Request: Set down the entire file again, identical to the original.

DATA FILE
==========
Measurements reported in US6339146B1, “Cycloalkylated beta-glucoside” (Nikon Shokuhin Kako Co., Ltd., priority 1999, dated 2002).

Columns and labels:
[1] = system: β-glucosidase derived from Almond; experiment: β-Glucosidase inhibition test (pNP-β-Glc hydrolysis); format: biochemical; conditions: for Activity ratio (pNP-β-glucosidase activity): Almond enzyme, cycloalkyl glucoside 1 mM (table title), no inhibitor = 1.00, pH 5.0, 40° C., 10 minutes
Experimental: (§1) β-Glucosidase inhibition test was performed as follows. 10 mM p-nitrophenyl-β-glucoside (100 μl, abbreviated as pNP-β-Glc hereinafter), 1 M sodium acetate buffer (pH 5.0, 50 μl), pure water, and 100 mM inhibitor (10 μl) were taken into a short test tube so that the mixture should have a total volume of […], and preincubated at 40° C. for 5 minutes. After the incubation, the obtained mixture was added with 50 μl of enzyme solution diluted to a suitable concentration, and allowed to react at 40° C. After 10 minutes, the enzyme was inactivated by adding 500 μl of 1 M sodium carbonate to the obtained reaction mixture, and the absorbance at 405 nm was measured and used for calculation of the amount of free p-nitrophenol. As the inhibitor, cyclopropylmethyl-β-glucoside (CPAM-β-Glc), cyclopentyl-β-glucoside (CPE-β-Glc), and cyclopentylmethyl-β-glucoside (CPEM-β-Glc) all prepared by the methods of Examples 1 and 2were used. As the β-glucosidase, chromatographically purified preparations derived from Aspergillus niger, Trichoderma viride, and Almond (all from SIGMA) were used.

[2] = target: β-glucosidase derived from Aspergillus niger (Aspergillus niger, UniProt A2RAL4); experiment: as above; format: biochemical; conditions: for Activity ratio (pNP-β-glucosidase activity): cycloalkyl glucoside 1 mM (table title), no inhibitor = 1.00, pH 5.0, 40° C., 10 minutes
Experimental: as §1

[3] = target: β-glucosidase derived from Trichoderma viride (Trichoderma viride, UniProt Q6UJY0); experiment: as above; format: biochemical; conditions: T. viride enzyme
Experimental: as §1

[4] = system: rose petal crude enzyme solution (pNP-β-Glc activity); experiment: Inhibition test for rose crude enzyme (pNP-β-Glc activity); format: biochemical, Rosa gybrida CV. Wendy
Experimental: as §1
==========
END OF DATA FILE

Measurements reported in US6339146B1, “Cycloalkylated beta-glucoside” (Nikon Shokuhin Kako Co., Ltd., priority 1999, dated 2002).

Columns and labels:
[1] = system: β-glucosidase derived from Almond; experiment: β-Glucosidase inhibition test (pNP-β-Glc hydrolysis); format: biochemical; conditions: for Activity ratio (pNP-β-glucosidase activity): Almond enzyme, cycloalkyl glucoside 1 mM (table title), no inhibitor = 1.00, pH 5.0, 40° C., 10 minutes
Experimental: (§1) β-Glucosidase inhibition test was performed as follows. 10 mM p-nitrophenyl-β-glucoside (100 μl, abbreviated as pNP-β-Glc hereinafter), 1 M sodium acetate buffer (pH 5.0, 50 μl), pure water, and 100 mM inhibitor (10 μl) were taken into a short test tube so that the mixture should have a total volume of […], and preincubated at 40° C. for 5 minutes. After the incubation, the obtained mixture was added with 50 μl of enzyme solution diluted to a suitable concentration, and allowed to react at 40° C. After 10 minutes, the enzyme was inactivated by adding 500 μl of 1 M sodium carbonate to the obtained reaction mixture, and the absorbance at 405 nm was measured and used for calculation of the amount of free p-nitrophenol. As the inhibitor, cyclopropylmethyl-β-glucoside (CPAM-β-Glc), cyclopentyl-β-glucoside (CPE-β-Glc), and cyclopentylmethyl-β-glucoside (CPEM-β-Glc) all prepared by the methods of Examples 1 and 2were used. As the β-glucosidase, chromatographically purified preparations derived from Aspergillus niger, Trichoderma viride, and Almond (all from SIGMA) were used.

[2] = target: β-glucosidase derived from Aspergillus niger (Aspergillus niger, UniProt A2RAL4); experiment: as above; format: biochemical; conditions: for Activity ratio (pNP-β-glucosidase activity): cycloalkyl glucoside 1 mM (table title), no inhibitor = 1.00, pH 5.0, 40° C., 10 minutes
Experimental: as §1

[3] = target: β-glucosidase derived from Trichoderma viride (Trichoderma viride, UniProt Q6UJY0); experiment: as above; format: biochemical; conditions: T. viride enzyme
Experimental: as §1

[4] = system: rose petal crude enzyme solution (pNP-β-Glc activity); experiment: Inhibition test for rose crude enzyme (pNP-β-Glc activity); format: biochemical, Rosa gybrida CV. Wendy
Experimental: as §1